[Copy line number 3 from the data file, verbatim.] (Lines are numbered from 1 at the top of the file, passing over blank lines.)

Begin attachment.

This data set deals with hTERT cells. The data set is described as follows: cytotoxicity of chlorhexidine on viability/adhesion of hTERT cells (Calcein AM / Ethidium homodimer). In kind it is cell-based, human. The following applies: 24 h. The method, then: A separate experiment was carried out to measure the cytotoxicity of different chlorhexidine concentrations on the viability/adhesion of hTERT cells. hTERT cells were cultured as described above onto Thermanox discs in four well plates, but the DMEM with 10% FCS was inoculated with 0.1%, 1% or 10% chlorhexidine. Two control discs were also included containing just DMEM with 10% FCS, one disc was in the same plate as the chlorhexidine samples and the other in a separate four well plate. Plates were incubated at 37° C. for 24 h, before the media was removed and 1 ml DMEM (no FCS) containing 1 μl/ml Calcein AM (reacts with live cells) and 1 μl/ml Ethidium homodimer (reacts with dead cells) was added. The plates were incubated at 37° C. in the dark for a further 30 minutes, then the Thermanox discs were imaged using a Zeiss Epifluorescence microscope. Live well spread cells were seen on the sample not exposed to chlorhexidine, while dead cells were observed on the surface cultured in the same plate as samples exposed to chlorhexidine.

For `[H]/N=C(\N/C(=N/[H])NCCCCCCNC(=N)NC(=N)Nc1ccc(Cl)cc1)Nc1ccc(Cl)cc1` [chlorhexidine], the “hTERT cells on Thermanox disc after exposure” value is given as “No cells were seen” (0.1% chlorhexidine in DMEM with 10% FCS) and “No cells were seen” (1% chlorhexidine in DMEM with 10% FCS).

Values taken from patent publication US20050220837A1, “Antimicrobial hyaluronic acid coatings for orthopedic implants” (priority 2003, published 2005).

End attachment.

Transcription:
Values taken from patent publication US20050220837A1, “Antimicrobial hyaluronic acid coatings for orthopedic implants” (priority 2003, published 2005).